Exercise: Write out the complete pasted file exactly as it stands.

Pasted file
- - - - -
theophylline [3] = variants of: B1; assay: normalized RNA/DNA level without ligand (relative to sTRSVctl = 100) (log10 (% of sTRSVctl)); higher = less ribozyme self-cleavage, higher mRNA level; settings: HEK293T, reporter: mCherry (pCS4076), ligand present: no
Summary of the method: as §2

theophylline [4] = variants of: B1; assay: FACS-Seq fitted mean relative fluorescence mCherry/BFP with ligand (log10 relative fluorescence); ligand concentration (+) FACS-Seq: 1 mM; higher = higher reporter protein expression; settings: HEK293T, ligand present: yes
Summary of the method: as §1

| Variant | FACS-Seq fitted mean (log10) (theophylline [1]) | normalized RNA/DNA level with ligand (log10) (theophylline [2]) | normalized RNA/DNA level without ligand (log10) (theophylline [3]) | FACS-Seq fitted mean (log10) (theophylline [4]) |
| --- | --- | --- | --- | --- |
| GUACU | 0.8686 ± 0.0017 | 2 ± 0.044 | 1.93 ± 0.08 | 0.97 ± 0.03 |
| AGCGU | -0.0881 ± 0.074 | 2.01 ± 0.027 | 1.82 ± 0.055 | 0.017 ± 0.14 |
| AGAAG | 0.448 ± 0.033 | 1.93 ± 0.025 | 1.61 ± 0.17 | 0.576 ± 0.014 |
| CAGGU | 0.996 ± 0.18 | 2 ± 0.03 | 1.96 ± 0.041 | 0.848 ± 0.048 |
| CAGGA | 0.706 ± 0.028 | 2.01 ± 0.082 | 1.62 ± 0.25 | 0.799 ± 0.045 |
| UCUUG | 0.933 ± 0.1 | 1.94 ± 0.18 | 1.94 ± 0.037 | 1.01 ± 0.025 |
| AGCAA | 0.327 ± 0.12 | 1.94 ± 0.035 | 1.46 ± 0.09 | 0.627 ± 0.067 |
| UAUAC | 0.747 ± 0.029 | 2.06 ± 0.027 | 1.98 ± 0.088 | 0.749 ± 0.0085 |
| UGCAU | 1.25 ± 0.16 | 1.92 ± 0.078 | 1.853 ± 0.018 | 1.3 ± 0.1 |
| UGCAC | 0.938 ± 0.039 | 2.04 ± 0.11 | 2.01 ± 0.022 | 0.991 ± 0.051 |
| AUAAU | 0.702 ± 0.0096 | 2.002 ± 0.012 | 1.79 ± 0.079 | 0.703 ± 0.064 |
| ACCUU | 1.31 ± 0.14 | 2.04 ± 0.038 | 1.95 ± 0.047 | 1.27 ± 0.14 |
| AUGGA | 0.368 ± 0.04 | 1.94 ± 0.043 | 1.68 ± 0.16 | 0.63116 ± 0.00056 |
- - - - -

theophylline [3] = variants of: B1; assay: normalized RNA/DNA level without ligand (relative to sTRSVctl = 100) (log10 (% of sTRSVctl)); higher = less ribozyme self-cleavage, higher mRNA level; settings: HEK293T, reporter: mCherry (pCS4076), ligand present: no
Summary of the method: as §2

theophylline [4] = variants of: B1; assay: FACS-Seq fitted mean relative fluorescence mCherry/BFP with ligand (log10 relative fluorescence); ligand concentration (+) FACS-Seq: 1 mM; higher = higher reporter protein expression; settings: HEK293T, ligand present: yes
Summary of the method: as §1

| Variant | FACS-Seq fitted mean (log10) (theophylline [1]) | normalized RNA/DNA level with ligand (log10) (theophylline [2]) | normalized RNA/DNA level without ligand (log10) (theophylline [3]) | FACS-Seq fitted mean (log10) (theophylline [4]) |
| --- | --- | --- | --- | --- |
| GUACU | 0.8686 ± 0.0017 | 2 ± 0.044 | 1.93 ± 0.08 | 0.97 ± 0.03 |
| AGCGU | -0.0881 ± 0.074 | 2.01 ± 0.027 | 1.82 ± 0.055 | 0.017 ± 0.14 |
| AGAAG | 0.448 ± 0.033 | 1.93 ± 0.025 | 1.61 ± 0.17 | 0.576 ± 0.014 |
| CAGGU | 0.996 ± 0.18 | 2 ± 0.03 | 1.96 ± 0.041 | 0.848 ± 0.048 |
| CAGGA | 0.706 ± 0.028 | 2.01 ± 0.082 | 1.62 ± 0.25 | 0.799 ± 0.045 |
| UCUUG | 0.933 ± 0.1 | 1.94 ± 0.18 | 1.94 ± 0.037 | 1.01 ± 0.025 |
| AGCAA | 0.327 ± 0.12 | 1.94 ± 0.035 | 1.46 ± 0.09 | 0.627 ± 0.067 |
| UAUAC | 0.747 ± 0.029 | 2.06 ± 0.027 | 1.98 ± 0.088 | 0.749 ± 0.0085 |
| UGCAU | 1.25 ± 0.16 | 1.92 ± 0.078 | 1.853 ± 0.018 | 1.3 ± 0.1 |
| UGCAC | 0.938 ± 0.039 | 2.04 ± 0.11 | 2.01 ± 0.022 | 0.991 ± 0.051 |
| AUAAU | 0.702 ± 0.0096 | 2.002 ± 0.012 | 1.79 ± 0.079 | 0.703 ± 0.064 |
| ACCUU | 1.31 ± 0.14 | 2.04 ± 0.038 | 1.95 ± 0.047 | 1.27 ± 0.14 |
| AUGGA | 0.368 ± 0.04 | 1.94 ± 0.043 | 1.68 ± 0.16 | 0.63116 ± 0.00056 |